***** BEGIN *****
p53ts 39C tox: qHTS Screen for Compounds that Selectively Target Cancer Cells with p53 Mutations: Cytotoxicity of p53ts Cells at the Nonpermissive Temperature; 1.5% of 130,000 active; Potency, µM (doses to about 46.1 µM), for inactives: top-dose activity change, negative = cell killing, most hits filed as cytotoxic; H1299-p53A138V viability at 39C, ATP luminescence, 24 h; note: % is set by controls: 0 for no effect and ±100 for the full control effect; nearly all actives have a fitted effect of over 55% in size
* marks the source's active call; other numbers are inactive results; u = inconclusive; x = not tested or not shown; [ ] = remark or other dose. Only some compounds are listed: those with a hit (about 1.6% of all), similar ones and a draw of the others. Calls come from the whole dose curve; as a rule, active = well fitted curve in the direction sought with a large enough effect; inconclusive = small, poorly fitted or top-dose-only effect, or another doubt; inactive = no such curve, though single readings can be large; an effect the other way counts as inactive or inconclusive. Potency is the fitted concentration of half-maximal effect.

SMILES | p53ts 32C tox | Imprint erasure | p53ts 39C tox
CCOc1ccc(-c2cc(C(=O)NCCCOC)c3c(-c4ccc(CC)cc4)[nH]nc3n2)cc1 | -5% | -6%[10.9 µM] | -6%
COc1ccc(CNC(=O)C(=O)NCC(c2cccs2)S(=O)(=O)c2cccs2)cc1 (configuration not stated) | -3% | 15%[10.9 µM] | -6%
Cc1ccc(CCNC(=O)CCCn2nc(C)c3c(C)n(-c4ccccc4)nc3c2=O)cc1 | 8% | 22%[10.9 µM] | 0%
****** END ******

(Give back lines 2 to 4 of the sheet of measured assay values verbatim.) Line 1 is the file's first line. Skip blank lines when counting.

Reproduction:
* marks the source's active call; other numbers are inactive results; u = inconclusive; x = not tested or not shown; [ ] = remark or other dose. Only some compounds are listed: those with a hit (about 1.6% of all), similar ones and a draw of the others. Calls come from the whole dose curve; as a rule, active = well fitted curve in the direction sought with a large enough effect; inconclusive = small, poorly fitted or top-dose-only effect, or another doubt; inactive = no such curve, though single readings can be large; an effect the other way counts as inactive or inconclusive. Potency is the fitted concentration of half-maximal effect.

SMILES | p53ts 32C tox | Imprint erasure | p53ts 39C tox
CCOc1ccc(-c2cc(C(=O)NCCCOC)c3c(-c4ccc(CC)cc4)[nH]nc3n2)cc1 | -5% | -6%[10.9 µM] | -6%